Youser Generated Content

(Photo by Nick DiZazzo)

I was born with a computer in my hands. Okay, nooot really, but you won't ever find me without one. That being said, I think I am one of the select few people who can boast that they've been using the public internet since it was dubbed the "World Wide Web" in 1991 (that makes me an internet user at age 6) and when the HTML protocol was devised. Back in the good ol' days, you had to connect to it with the trusty AT modem commands:


.. and when you're done ...


So what have I witnessed in the span of time since the Web was in its infancy until today? I've seen:
Some of those sites are the foundation of what and why the Internet is the way it is today. They pioneered the concepts of posting "user generated content", even if they didn't implement it right away.

Speaking from my own personal experiences, what many people
today who talk about online social networking don't realize is that the evolution of social networking started on private "Bulletin Broadcast Systems" (BBS's). These were created in the 1970's and you needed one of these to get onto one:

I bet all you kids are asking "what in the hell is that?!". That, my friends, is an analogue modem. A non-technical explanation is that it was used to send signals between computers... aka, talk.

Anyway, online social networks moved to Internet Relay Chat (IRC), and then transformed into forums (or, bulletin boards). Forums were the very first way for users to actually change content that was ON the internet.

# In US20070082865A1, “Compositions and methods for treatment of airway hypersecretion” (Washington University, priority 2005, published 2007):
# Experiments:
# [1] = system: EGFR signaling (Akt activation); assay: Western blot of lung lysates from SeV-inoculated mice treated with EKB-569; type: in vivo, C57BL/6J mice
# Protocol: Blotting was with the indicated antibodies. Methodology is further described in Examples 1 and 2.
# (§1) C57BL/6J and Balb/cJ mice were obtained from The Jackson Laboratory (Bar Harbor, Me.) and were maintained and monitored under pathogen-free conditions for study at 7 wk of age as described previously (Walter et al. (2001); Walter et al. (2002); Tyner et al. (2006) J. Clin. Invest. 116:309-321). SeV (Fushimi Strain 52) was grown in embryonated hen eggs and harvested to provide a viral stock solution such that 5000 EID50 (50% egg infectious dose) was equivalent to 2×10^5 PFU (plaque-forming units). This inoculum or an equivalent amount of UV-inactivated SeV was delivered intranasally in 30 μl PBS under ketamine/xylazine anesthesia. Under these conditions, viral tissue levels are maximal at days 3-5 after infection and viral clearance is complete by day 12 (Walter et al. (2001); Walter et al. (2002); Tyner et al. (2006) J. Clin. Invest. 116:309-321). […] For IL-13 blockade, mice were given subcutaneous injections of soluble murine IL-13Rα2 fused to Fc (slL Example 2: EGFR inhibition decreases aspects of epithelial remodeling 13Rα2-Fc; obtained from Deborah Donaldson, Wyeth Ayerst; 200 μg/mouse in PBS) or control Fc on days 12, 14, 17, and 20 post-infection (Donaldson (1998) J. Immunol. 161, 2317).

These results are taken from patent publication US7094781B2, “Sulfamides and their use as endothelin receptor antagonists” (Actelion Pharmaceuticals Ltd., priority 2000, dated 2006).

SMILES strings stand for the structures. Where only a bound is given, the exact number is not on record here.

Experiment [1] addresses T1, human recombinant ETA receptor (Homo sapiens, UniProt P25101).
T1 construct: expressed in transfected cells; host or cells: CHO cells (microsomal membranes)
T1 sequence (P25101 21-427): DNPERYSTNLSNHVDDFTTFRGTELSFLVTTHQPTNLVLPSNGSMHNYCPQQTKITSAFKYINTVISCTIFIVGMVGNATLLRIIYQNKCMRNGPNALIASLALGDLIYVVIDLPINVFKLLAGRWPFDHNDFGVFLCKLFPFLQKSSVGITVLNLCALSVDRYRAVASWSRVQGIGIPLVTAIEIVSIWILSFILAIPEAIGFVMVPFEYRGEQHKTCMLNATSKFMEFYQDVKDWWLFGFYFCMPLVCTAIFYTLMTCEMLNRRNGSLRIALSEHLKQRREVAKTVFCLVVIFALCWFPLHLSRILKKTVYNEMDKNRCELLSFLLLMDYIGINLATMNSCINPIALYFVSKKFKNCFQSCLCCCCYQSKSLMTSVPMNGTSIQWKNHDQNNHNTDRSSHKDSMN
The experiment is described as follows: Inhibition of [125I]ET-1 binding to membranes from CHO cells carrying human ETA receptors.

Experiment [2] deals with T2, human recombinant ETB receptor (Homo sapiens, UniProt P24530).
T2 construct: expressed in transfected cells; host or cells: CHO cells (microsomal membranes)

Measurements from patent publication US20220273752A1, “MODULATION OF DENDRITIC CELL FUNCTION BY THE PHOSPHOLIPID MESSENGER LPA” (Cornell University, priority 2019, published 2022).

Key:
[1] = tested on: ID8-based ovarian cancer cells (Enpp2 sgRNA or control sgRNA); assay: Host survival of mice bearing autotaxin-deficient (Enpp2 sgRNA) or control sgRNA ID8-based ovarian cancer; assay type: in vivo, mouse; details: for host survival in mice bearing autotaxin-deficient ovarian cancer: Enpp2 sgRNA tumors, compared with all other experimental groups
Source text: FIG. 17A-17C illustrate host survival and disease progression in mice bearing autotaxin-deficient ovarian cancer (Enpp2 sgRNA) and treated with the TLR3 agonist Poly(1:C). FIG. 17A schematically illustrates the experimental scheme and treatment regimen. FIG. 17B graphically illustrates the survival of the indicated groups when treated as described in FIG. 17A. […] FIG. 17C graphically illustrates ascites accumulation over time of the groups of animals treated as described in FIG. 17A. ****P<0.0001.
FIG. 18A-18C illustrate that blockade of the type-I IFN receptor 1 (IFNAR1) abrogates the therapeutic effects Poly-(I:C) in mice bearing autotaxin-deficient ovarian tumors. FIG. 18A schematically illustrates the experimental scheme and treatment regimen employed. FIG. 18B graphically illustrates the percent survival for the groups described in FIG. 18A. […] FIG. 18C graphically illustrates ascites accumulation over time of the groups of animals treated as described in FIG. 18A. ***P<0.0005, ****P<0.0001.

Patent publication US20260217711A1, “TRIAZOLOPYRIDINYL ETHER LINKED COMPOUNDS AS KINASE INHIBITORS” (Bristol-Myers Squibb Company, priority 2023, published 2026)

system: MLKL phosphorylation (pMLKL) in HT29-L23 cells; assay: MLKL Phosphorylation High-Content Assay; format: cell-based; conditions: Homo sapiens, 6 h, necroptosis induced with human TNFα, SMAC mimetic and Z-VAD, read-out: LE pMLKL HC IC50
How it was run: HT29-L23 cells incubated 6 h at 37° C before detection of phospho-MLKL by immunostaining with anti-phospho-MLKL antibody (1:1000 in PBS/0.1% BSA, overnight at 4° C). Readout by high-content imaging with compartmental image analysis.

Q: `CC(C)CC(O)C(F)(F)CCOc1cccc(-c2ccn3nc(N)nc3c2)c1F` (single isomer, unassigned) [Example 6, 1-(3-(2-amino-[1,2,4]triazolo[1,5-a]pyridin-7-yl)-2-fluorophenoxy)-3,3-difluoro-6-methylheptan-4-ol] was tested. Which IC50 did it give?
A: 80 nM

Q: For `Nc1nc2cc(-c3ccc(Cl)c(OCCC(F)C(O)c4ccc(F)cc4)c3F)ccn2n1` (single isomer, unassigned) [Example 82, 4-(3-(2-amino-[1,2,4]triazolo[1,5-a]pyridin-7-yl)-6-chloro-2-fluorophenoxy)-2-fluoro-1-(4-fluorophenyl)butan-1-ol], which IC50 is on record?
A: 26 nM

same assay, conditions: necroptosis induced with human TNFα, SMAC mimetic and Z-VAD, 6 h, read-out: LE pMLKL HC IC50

After forums were born, something new started happening. Within the last 5-7 years, social networking platforms emerged, and:

The "Coles Notes" version? I've visited every corner of the Internet and watched it permute its self from state to state.

Since I answered the "how" question of social networking, this leaves the "why". Sadly, this is where y
ou should stop yourself from making a mistake, by asking me. There are many more smart people out there who have gone to the trouble of figuring it all out. Like this guy. Michael Wesch.

Wesch has produced several works which explore the dynamics of social interaction via online networking platforms. Out of all of them (and yes, I did take the time to go through the rest of his online videos and writings), this video is the most interesting:

An important point that he brings to the table, is that through YouTube, people are rediscovering community. They're rediscovering their own voices. Via a new medium, they're
rediscovering what mankind once had.

As a result, they're discovering for the first time, and in a new way, how to remix their lives with the culture that surrounds them and embrace the creations of others.

YouTube has become a medium which can bridge gaps between people of the world. Every time a new video is added, our world expands a tiny bit; but at the same time, our world gets a whole lot smaller.

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